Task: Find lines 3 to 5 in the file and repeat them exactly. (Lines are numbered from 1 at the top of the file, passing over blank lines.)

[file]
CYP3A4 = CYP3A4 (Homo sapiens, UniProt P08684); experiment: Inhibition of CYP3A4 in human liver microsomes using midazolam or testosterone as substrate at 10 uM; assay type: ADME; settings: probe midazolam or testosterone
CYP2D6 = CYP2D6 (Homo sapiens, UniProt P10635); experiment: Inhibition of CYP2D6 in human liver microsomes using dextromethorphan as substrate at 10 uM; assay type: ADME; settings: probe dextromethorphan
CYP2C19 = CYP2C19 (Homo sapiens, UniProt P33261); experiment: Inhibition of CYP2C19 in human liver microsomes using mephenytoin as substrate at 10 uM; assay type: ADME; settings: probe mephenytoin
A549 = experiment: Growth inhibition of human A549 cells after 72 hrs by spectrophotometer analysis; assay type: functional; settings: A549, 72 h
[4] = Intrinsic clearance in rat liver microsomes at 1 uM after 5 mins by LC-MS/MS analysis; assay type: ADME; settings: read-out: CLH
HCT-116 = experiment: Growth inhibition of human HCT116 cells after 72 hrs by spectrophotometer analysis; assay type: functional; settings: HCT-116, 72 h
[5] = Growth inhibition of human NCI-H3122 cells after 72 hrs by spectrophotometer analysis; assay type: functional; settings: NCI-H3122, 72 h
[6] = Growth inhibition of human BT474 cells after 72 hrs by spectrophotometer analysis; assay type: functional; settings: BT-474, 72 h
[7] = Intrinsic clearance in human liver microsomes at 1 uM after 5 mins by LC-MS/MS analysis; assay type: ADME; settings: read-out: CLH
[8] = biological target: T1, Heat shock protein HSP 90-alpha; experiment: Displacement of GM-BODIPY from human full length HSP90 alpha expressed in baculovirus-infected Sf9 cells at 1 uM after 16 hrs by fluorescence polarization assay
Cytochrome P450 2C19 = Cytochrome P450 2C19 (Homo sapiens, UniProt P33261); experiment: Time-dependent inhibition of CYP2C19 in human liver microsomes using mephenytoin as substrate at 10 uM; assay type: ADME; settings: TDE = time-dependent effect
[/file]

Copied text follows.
CYP2C19 = CYP2C19 (Homo sapiens, UniProt P33261); experiment: Inhibition of CYP2C19 in human liver microsomes using mephenytoin as substrate at 10 uM; assay type: ADME; settings: probe mephenytoin
A549 = experiment: Growth inhibition of human A549 cells after 72 hrs by spectrophotometer analysis; assay type: functional; settings: A549, 72 h
[4] = Intrinsic clearance in rat liver microsomes at 1 uM after 5 mins by LC-MS/MS analysis; assay type: ADME; settings: read-out: CLH